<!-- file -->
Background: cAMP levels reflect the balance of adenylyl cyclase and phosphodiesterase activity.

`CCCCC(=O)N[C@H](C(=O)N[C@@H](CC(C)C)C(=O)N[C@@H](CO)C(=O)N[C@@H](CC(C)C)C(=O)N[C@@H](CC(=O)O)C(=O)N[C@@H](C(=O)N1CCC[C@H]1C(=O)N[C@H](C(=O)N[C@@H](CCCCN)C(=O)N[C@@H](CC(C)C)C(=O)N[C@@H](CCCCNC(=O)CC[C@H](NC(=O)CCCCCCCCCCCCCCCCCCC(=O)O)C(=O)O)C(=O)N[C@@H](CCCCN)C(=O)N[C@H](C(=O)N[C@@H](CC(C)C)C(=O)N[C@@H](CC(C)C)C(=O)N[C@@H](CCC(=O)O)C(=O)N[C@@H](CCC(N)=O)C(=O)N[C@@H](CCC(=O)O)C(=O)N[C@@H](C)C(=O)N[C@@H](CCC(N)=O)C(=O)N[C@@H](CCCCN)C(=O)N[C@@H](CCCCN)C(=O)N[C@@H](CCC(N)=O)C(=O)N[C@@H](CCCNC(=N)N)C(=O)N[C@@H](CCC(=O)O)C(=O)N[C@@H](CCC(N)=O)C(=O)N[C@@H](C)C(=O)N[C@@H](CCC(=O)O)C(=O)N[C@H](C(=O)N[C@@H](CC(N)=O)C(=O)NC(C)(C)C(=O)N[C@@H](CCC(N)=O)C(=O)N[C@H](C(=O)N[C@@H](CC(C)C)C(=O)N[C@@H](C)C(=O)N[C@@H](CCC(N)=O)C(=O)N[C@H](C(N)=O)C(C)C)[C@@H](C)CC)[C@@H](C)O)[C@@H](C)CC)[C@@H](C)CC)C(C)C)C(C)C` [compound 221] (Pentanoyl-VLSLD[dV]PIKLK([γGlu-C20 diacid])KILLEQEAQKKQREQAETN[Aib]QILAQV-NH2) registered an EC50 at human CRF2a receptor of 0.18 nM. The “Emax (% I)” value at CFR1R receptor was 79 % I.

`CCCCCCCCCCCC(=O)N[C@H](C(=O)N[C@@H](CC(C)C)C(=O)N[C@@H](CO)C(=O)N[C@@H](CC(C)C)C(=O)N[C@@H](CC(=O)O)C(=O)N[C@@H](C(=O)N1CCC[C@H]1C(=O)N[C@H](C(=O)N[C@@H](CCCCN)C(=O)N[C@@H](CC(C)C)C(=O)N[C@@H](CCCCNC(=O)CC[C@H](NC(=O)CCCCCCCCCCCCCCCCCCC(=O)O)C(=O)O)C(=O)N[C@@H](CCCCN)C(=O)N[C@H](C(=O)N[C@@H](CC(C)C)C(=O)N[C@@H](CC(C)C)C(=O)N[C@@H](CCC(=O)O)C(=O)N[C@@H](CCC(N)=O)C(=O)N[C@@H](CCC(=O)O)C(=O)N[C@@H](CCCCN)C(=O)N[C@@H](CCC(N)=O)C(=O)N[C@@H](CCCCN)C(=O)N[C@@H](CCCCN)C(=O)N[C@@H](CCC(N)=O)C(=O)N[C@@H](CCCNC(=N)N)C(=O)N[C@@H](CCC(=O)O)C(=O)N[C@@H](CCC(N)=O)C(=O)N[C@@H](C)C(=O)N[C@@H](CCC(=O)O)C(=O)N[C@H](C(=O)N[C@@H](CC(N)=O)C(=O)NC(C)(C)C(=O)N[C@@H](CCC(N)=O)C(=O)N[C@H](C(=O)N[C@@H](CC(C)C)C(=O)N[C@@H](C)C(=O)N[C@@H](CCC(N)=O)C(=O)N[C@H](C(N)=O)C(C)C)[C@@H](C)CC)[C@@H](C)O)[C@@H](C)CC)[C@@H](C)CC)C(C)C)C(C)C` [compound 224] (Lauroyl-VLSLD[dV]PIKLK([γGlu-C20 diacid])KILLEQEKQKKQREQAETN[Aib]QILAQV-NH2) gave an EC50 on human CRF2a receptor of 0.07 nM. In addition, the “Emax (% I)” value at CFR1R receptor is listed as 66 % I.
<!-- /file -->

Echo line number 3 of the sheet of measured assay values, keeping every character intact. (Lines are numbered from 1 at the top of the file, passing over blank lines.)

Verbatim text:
`CCCCCCCCCCCC(=O)N[C@H](C(=O)N[C@@H](CC(C)C)C(=O)N[C@@H](CO)C(=O)N[C@@H](CC(C)C)C(=O)N[C@@H](CC(=O)O)C(=O)N[C@@H](C(=O)N1CCC[C@H]1C(=O)N[C@H](C(=O)N[C@@H](CCCCN)C(=O)N[C@@H](CC(C)C)C(=O)N[C@@H](CCCCNC(=O)CC[C@H](NC(=O)CCCCCCCCCCCCCCCCCCC(=O)O)C(=O)O)C(=O)N[C@@H](CCCCN)C(=O)N[C@H](C(=O)N[C@@H](CC(C)C)C(=O)N[C@@H](CC(C)C)C(=O)N[C@@H](CCC(=O)O)C(=O)N[C@@H](CCC(N)=O)C(=O)N[C@@H](CCC(=O)O)C(=O)N[C@@H](CCCCN)C(=O)N[C@@H](CCC(N)=O)C(=O)N[C@@H](CCCCN)C(=O)N[C@@H](CCCCN)C(=O)N[C@@H](CCC(N)=O)C(=O)N[C@@H](CCCNC(=N)N)C(=O)N[C@@H](CCC(=O)O)C(=O)N[C@@H](CCC(N)=O)C(=O)N[C@@H](C)C(=O)N[C@@H](CCC(=O)O)C(=O)N[C@H](C(=O)N[C@@H](CC(N)=O)C(=O)NC(C)(C)C(=O)N[C@@H](CCC(N)=O)C(=O)N[C@H](C(=O)N[C@@H](CC(C)C)C(=O)N[C@@H](C)C(=O)N[C@@H](CCC(N)=O)C(=O)N[C@H](C(N)=O)C(C)C)[C@@H](C)CC)[C@@H](C)O)[C@@H](C)CC)[C@@H](C)CC)C(C)C)C(C)C` [compound 224] (Lauroyl-VLSLD[dV]PIKLK([γGlu-C20 diacid])KILLEQEKQKKQREQAETN[Aib]QILAQV-NH2) gave an EC50 on human CRF2a receptor of 0.07 nM. In addition, the “Emax (% I)” value at CFR1R receptor is listed as 66 % I.